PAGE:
And what’s truly beautiful about that is the fact that God’s character is unchanging. Can you say the same about your understanding of Him? I hope not. “Judgment Day”, rightly understood, is not so much about how we are judged by God as it ultimately is about how we have judged Him. I may not be trained in theology, but I have spent my life studying God’s Word and seeking to know Him, despite the attitude of the church toward me. Though it would be nice to be accepted into a church family on the sole fact that I love God and seek to have a relationship with Him, I don’t need other believers to validate and confirm God’s love for me. I am grateful for the fact that God is love, even though most Christians are not even loving. Phil Robertson, and those like him, would do well to revisit Scripture and do so with an open mind and a spirit of understanding. Until they do, it’s not God they are serving, but His antithesis. Simply put, if it’s not love that motivates you, it’s not God.

"Cross of Shadows" [Click the image to enlarge/reduce its size.] Nikon D800, ISO 3200, f/1.8 at 1/80 sec. handheld, 50 mm

“Cross of Shadows” [Click the image to enlarge/reduce its size.] Nikon D800, ISO 3200, f/1.8 at 1/80 sec., 50 mm

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Celebrating the life of a good friend who’s passed

Thank you, John, for providing me with today’s post. I will cherish this.

A View From The Middle (Class)

This is one of those articles I haven’t wanted to write, but the need to do so still exists.  My family lost a good friend today.  However, the belief is still there that the parting need not be sorrowful, it’s more a matter of time until we meet again.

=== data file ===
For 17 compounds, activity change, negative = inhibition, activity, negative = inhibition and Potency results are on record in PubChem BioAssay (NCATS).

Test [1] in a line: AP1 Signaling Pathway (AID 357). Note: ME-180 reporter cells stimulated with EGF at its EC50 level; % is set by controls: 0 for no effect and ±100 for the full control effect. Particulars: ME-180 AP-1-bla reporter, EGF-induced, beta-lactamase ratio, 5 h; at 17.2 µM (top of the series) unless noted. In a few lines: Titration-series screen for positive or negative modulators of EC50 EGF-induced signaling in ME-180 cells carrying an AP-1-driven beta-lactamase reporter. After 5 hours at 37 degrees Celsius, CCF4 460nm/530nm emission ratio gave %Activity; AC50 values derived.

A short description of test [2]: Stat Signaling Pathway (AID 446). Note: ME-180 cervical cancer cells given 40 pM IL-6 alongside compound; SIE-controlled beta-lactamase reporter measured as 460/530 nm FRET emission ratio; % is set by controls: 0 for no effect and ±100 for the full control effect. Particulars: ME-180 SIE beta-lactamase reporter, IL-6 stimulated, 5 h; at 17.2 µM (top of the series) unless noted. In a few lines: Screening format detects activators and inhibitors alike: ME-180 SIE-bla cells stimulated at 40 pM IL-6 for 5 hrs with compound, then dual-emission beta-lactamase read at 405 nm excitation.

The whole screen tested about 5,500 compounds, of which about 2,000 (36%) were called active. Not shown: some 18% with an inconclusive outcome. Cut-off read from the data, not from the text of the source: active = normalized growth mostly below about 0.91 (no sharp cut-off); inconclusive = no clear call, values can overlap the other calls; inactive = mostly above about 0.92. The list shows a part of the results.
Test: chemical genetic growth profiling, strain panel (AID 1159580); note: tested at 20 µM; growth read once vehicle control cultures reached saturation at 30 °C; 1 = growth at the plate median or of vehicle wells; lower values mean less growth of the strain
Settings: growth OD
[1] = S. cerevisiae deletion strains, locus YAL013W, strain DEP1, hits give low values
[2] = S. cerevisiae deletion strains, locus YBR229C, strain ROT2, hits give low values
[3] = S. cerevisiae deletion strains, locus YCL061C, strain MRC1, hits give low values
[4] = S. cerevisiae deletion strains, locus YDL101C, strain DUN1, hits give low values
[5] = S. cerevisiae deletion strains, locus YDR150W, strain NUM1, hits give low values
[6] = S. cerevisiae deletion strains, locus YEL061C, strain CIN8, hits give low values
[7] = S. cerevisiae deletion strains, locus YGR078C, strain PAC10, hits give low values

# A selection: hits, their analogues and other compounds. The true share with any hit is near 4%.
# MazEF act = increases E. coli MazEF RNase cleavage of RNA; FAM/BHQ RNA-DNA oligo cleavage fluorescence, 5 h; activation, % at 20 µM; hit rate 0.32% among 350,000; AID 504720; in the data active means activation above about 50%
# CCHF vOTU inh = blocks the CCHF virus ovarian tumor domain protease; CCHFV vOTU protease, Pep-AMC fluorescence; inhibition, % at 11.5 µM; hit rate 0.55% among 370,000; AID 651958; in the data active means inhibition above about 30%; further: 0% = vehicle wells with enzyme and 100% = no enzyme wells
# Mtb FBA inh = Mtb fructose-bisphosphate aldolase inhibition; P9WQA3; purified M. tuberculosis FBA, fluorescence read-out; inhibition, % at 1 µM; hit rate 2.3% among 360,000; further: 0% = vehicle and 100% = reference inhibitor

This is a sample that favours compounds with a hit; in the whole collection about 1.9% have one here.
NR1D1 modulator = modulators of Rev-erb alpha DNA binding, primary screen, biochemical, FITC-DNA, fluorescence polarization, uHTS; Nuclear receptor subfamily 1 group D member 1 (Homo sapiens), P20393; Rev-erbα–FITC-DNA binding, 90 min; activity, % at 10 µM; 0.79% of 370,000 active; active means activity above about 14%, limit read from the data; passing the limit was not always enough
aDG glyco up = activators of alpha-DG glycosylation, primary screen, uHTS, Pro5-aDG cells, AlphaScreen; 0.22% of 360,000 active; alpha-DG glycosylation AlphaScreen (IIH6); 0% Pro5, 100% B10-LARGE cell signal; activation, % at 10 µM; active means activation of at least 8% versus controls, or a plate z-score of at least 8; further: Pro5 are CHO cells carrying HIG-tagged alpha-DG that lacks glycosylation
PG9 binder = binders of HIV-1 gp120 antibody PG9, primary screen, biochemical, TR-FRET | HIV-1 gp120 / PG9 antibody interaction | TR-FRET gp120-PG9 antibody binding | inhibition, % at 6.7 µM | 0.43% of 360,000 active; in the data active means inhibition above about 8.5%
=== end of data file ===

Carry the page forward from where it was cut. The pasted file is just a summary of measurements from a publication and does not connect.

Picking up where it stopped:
James Cantrell died this morning in Florida after a long and agonizing yet still courageous battle with cancer.  Those are hard words to write.  They’re words that bring about anger — aimed directly at the illness that took James’ life, and the lives of too many others.

But, knowing James, he wouldn’t want us to be sad for long.  He’d want us to celebrate the life that he led.

In many ways, it was the kind of life everyone could take a piece from and use as an example on how to live it to the fullest, and to show how…

View original post 1,443 more words

If Cancer Had A Face

Is this the face that haunts us?
He that invades our lives with pain, heartbreak and fear?
He that seeks to destroy our future? A future once so bright and secure.
Is this the face that takes it away;
Takes everything, leaving only Love to stand naked and alone?
You cannot create, so you have to destroy.
You deceive, driving others to chaos.
And still your face pales next to the face of Love.
You destroy the body, but you can’t degrade Love.
We’ve seen evidence of Greater Promises, and it has changed us.
Truth, Faith and Grace will take us through to a better Day,
When Love shall be renewed and together we can acknowledge:
The price was cheap enough.

"Ghoul" [Click on the image to enlarge/reduce its size.] Nikon D300, ISO 320, f/3.3 at 1/2000 sec., 85 mm

“Ghoul” [Click on the image to enlarge/reduce its size.] Nikon D300, ISO 320, f/3.3 at 1/2000 sec., 85 mm